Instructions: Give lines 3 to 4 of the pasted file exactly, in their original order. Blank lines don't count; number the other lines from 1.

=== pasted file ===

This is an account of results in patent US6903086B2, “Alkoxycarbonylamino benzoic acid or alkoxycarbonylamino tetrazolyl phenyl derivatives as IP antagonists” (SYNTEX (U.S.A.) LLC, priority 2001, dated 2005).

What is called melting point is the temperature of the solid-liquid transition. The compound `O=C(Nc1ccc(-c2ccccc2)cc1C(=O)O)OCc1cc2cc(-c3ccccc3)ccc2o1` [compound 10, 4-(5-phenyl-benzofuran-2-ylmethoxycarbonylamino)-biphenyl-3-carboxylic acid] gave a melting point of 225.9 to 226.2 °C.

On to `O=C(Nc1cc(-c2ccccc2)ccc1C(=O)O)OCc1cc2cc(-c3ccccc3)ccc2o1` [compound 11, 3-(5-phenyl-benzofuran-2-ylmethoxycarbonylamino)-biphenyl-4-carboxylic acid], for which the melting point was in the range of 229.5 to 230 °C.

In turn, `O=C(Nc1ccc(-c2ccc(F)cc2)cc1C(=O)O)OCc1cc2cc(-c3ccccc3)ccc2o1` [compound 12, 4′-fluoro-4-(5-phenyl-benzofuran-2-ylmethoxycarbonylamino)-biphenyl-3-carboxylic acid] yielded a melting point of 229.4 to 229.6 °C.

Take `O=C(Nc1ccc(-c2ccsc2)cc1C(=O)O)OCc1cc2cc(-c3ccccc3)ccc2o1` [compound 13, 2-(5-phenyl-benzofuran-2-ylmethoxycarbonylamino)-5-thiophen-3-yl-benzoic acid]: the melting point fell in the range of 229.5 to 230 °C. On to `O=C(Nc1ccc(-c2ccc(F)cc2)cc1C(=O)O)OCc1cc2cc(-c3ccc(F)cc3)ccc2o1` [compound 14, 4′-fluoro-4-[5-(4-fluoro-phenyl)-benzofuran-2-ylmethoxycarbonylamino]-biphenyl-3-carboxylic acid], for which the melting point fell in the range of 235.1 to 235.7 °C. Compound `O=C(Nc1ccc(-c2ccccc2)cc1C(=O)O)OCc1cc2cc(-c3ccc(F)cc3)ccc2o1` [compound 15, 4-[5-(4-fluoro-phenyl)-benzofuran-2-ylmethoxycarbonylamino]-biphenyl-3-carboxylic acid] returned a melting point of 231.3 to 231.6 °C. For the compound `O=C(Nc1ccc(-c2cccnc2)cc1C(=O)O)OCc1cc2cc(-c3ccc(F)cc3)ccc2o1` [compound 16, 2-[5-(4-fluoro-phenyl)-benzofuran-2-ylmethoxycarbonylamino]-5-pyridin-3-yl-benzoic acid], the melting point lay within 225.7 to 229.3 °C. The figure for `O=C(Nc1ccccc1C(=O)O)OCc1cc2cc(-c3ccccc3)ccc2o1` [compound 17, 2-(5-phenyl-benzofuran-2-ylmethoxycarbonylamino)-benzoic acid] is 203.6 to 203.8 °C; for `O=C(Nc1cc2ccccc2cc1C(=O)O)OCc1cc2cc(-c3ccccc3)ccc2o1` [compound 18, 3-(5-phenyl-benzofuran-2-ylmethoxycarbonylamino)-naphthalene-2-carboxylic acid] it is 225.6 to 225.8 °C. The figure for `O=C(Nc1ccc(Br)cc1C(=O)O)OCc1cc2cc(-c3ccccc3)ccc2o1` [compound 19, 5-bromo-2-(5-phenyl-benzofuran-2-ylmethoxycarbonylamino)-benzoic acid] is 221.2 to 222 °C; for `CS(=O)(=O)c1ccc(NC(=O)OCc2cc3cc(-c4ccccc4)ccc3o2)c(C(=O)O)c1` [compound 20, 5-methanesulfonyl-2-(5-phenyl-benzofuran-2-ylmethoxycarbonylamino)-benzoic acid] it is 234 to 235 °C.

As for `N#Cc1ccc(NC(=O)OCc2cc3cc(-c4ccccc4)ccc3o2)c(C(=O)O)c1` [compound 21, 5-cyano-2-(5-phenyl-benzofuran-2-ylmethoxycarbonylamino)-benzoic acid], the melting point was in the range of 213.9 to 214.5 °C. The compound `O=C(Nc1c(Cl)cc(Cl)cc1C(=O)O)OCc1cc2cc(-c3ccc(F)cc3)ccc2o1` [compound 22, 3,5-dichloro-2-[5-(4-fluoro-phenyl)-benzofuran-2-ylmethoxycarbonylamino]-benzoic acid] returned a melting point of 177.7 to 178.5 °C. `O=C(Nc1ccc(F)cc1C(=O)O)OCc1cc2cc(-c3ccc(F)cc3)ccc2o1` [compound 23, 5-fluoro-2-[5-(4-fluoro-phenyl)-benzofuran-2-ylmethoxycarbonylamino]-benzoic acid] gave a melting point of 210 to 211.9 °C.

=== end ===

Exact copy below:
On to `O=C(Nc1cc(-c2ccccc2)ccc1C(=O)O)OCc1cc2cc(-c3ccccc3)ccc2o1` [compound 11, 3-(5-phenyl-benzofuran-2-ylmethoxycarbonylamino)-biphenyl-4-carboxylic acid], for which the melting point was in the range of 229.5 to 230 °C.

In turn, `O=C(Nc1ccc(-c2ccc(F)cc2)cc1C(=O)O)OCc1cc2cc(-c3ccccc3)ccc2o1` [compound 12, 4′-fluoro-4-(5-phenyl-benzofuran-2-ylmethoxycarbonylamino)-biphenyl-3-carboxylic acid] yielded a melting point of 229.4 to 229.6 °C.